Manhattan district attorney drops one of the charges against Harvey Weinstein

Manhattan district attorney drops one of the charges against Harvey Weinstein
Harvey Weinstein arrives at the New York State Supreme Court on October 11, 2018 in New York City. According to reports, one of the counts against Weinstein, involving Lucia Evans, has been dropped because investigators found a written account of the encounter that suggests it may have been consensual. (Stephanie Keith/Getty Images)

The Manhattan district attorney’s office has dropped one of the charges it brought against movie producer Harvey Weinstein.

Why was the charge dropped?

This particular charge involved actress Lucia Evans, who claimed that Weinstein forced her to perform a sex act in 2004. A year ago, she detailed this incident to Ronan Farrow in The New Yorker. However, an email from Evans from 2015 suggests that the interaction was consensual. Benjamin Brafman, a lawyer for Weinstein, argued that this proved that Evans had lied both to the jury and in her interview with The New Yorker.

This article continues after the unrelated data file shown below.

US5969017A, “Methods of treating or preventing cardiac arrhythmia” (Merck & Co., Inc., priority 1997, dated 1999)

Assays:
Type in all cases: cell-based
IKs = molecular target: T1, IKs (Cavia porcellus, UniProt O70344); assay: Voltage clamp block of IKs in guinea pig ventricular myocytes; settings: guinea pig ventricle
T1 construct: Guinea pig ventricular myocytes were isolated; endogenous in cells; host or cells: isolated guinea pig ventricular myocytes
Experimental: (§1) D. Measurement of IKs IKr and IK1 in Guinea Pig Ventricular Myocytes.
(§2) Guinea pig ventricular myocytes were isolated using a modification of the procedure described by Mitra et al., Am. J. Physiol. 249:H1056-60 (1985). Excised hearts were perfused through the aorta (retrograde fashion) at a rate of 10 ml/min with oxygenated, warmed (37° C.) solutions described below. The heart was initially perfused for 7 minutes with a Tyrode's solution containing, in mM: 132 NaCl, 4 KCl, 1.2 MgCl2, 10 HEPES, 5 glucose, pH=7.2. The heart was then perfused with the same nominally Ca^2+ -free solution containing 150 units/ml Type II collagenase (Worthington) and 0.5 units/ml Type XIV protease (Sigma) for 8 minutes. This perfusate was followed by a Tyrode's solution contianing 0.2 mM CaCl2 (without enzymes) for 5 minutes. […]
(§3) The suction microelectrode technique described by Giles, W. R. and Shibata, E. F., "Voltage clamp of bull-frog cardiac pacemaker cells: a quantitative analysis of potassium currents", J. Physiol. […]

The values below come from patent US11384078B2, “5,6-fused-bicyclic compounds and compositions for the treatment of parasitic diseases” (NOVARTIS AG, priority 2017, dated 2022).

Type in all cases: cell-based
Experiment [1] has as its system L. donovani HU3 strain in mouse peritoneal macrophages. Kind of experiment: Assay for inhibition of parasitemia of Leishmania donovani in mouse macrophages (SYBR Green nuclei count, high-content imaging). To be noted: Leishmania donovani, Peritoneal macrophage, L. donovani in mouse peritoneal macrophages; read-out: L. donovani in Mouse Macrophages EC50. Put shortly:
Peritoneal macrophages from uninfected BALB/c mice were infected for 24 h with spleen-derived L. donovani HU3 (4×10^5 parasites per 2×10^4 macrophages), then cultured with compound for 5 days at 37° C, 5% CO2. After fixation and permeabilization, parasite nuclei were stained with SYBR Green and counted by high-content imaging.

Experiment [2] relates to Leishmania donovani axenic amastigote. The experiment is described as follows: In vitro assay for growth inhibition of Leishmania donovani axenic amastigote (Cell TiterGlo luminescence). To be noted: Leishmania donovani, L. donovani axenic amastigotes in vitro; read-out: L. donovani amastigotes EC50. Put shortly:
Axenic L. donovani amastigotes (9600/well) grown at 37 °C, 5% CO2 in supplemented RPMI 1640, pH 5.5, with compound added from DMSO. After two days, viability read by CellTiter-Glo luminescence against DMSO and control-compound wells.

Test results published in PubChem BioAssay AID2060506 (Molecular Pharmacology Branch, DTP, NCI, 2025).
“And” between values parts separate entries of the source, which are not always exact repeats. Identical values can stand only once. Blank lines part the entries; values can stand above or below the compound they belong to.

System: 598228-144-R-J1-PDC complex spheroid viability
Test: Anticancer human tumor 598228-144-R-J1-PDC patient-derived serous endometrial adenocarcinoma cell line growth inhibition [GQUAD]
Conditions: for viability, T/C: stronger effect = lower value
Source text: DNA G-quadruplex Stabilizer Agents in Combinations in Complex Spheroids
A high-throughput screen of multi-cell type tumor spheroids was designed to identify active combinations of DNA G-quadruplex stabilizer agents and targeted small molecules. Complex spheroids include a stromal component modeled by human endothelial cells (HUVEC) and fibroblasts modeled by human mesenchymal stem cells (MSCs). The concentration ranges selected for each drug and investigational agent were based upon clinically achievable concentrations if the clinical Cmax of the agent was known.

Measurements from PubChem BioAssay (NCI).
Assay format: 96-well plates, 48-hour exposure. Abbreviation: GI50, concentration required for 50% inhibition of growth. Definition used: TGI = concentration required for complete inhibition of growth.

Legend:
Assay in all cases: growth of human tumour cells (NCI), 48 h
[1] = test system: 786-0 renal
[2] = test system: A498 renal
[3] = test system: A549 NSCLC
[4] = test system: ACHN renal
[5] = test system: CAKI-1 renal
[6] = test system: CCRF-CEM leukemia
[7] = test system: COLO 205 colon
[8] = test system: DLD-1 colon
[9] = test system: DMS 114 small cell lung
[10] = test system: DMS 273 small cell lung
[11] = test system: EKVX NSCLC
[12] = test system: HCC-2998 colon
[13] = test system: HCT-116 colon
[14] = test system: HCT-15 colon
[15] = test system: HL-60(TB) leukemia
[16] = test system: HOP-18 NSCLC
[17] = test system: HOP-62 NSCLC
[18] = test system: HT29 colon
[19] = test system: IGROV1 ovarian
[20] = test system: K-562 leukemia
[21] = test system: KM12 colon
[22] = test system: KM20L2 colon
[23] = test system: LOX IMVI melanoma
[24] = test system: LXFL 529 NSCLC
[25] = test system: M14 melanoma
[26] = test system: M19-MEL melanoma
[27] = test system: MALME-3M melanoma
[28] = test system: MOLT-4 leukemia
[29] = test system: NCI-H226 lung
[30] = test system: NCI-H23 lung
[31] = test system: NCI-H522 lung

A lawyer for Evans insisted that even though this charge was thrown out, her client’s claims are still truthful. The lawyer, Carrie Goldberg, added “People always ask why don’t sexual assault survivors come forward, this is why. Today is why.”

The New York Police Department is also investigating claims that the lead detective on her case had advised Evans to keep this information that could potentially undermine her claim to herself.

Evans was one of three accusers in the case against Weinstein. Dozens of other women have come forward to accuse him of sexual misconduct, but were not involved in this case.

What happens now?

The trial will continue, just without the charge supported by Evans’ accusation. Weinstein still faces charges for five additional sex crimes, including allegedly raping another woman in 2013, and sexually assaulting a third woman in 2006.

An attorney for Weinstein has said that he plans to file motions to dismiss each of the remaining charges. “What troubles me is that when you are vilified in the media, as has Mr. Weinstein, there is a rush to judgment, which is offensive to the concept of fairness and due process,” attorney Benjamin Brafman told CNN. “There is a rush to arrest, there is pressure to arrest, and what we see is that happened in this case.”